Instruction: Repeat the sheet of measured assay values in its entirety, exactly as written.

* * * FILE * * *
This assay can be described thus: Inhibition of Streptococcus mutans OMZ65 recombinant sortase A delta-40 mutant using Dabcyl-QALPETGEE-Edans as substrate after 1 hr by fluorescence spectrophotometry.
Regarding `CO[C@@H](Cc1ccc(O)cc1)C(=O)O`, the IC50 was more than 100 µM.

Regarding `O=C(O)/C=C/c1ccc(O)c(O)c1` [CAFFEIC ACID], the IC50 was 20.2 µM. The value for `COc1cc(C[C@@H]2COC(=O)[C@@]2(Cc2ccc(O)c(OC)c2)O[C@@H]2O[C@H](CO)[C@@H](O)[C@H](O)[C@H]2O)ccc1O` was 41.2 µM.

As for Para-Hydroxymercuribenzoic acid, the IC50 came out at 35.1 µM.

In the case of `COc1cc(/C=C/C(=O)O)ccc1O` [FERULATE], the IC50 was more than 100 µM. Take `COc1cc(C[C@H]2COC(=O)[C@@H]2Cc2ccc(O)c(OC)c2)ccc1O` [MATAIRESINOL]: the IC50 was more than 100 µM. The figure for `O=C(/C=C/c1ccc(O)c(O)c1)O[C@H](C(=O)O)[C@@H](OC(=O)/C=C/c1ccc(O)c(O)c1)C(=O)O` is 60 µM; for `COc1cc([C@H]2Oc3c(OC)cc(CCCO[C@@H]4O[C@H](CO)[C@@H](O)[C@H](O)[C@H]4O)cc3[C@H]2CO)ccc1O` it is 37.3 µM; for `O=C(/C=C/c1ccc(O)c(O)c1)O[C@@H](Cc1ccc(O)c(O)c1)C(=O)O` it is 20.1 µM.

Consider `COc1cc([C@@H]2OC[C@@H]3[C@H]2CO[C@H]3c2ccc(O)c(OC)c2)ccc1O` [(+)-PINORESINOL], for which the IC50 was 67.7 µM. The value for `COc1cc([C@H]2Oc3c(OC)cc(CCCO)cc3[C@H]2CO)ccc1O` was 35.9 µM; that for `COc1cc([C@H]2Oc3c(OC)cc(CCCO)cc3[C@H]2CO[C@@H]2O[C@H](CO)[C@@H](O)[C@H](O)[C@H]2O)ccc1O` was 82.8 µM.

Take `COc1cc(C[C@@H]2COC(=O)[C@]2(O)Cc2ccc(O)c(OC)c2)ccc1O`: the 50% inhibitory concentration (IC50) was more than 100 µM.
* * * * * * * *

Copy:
This assay can be described thus: Inhibition of Streptococcus mutans OMZ65 recombinant sortase A delta-40 mutant using Dabcyl-QALPETGEE-Edans as substrate after 1 hr by fluorescence spectrophotometry.
Regarding `CO[C@@H](Cc1ccc(O)cc1)C(=O)O`, the IC50 was more than 100 µM.

Regarding `O=C(O)/C=C/c1ccc(O)c(O)c1` [CAFFEIC ACID], the IC50 was 20.2 µM. The value for `COc1cc(C[C@@H]2COC(=O)[C@@]2(Cc2ccc(O)c(OC)c2)O[C@@H]2O[C@H](CO)[C@@H](O)[C@H](O)[C@H]2O)ccc1O` was 41.2 µM.

As for Para-Hydroxymercuribenzoic acid, the IC50 came out at 35.1 µM.

In the case of `COc1cc(/C=C/C(=O)O)ccc1O` [FERULATE], the IC50 was more than 100 µM. Take `COc1cc(C[C@H]2COC(=O)[C@@H]2Cc2ccc(O)c(OC)c2)ccc1O` [MATAIRESINOL]: the IC50 was more than 100 µM. The figure for `O=C(/C=C/c1ccc(O)c(O)c1)O[C@H](C(=O)O)[C@@H](OC(=O)/C=C/c1ccc(O)c(O)c1)C(=O)O` is 60 µM; for `COc1cc([C@H]2Oc3c(OC)cc(CCCO[C@@H]4O[C@H](CO)[C@@H](O)[C@H](O)[C@H]4O)cc3[C@H]2CO)ccc1O` it is 37.3 µM; for `O=C(/C=C/c1ccc(O)c(O)c1)O[C@@H](Cc1ccc(O)c(O)c1)C(=O)O` it is 20.1 µM.

Consider `COc1cc([C@@H]2OC[C@@H]3[C@H]2CO[C@H]3c2ccc(O)c(OC)c2)ccc1O` [(+)-PINORESINOL], for which the IC50 was 67.7 µM. The value for `COc1cc([C@H]2Oc3c(OC)cc(CCCO)cc3[C@H]2CO)ccc1O` was 35.9 µM; that for `COc1cc([C@H]2Oc3c(OC)cc(CCCO)cc3[C@H]2CO[C@@H]2O[C@H](CO)[C@@H](O)[C@H](O)[C@H]2O)ccc1O` was 82.8 µM.

Take `COc1cc(C[C@@H]2COC(=O)[C@]2(O)Cc2ccc(O)c(OC)c2)ccc1O`: the 50% inhibitory concentration (IC50) was more than 100 µM.